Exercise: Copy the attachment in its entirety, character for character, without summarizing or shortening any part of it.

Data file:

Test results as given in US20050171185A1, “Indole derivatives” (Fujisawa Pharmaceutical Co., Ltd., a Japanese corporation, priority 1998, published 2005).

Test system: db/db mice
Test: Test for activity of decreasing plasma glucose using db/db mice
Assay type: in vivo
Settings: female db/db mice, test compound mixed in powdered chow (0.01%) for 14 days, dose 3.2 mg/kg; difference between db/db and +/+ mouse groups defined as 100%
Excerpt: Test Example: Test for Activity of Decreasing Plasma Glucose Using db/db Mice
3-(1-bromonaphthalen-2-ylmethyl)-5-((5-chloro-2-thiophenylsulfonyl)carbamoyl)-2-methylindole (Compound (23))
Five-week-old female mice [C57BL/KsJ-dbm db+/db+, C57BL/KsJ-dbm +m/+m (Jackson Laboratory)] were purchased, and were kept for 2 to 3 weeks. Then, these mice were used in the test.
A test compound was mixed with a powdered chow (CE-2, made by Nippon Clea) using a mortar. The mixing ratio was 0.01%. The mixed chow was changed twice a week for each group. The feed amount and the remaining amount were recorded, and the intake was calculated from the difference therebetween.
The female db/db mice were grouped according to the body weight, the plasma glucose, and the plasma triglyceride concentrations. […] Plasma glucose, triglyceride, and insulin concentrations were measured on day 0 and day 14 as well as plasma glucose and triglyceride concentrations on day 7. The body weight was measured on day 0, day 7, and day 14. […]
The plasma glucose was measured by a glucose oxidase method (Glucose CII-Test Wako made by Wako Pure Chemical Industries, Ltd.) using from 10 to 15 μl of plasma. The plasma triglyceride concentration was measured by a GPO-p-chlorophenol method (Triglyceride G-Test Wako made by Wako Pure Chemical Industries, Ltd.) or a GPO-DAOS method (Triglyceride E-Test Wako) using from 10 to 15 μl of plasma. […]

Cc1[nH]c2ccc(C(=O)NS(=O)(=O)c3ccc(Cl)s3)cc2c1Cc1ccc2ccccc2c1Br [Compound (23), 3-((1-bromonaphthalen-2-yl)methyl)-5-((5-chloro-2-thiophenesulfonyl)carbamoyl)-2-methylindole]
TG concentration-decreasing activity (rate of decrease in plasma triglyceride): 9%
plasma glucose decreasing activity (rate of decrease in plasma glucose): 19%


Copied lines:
Test results as given in US20050171185A1, “Indole derivatives” (Fujisawa Pharmaceutical Co., Ltd., a Japanese corporation, priority 1998, published 2005).

Test system: db/db mice
Test: Test for activity of decreasing plasma glucose using db/db mice
Assay type: in vivo
Settings: female db/db mice, test compound mixed in powdered chow (0.01%) for 14 days, dose 3.2 mg/kg; difference between db/db and +/+ mouse groups defined as 100%
Excerpt: Test Example: Test for Activity of Decreasing Plasma Glucose Using db/db Mice
3-(1-bromonaphthalen-2-ylmethyl)-5-((5-chloro-2-thiophenylsulfonyl)carbamoyl)-2-methylindole (Compound (23))
Five-week-old female mice [C57BL/KsJ-dbm db+/db+, C57BL/KsJ-dbm +m/+m (Jackson Laboratory)] were purchased, and were kept for 2 to 3 weeks. Then, these mice were used in the test.
A test compound was mixed with a powdered chow (CE-2, made by Nippon Clea) using a mortar. The mixing ratio was 0.01%. The mixed chow was changed twice a week for each group. The feed amount and the remaining amount were recorded, and the intake was calculated from the difference therebetween.
The female db/db mice were grouped according to the body weight, the plasma glucose, and the plasma triglyceride concentrations. […] Plasma glucose, triglyceride, and insulin concentrations were measured on day 0 and day 14 as well as plasma glucose and triglyceride concentrations on day 7. The body weight was measured on day 0, day 7, and day 14. […]
The plasma glucose was measured by a glucose oxidase method (Glucose CII-Test Wako made by Wako Pure Chemical Industries, Ltd.) using from 10 to 15 μl of plasma. The plasma triglyceride concentration was measured by a GPO-p-chlorophenol method (Triglyceride G-Test Wako made by Wako Pure Chemical Industries, Ltd.) or a GPO-DAOS method (Triglyceride E-Test Wako) using from 10 to 15 μl of plasma. […]

Cc1[nH]c2ccc(C(=O)NS(=O)(=O)c3ccc(Cl)s3)cc2c1Cc1ccc2ccccc2c1Br [Compound (23), 3-((1-bromonaphthalen-2-yl)methyl)-5-((5-chloro-2-thiophenesulfonyl)carbamoyl)-2-methylindole]
TG concentration-decreasing activity (rate of decrease in plasma triglyceride): 9%
plasma glucose decreasing activity (rate of decrease in plasma glucose): 19%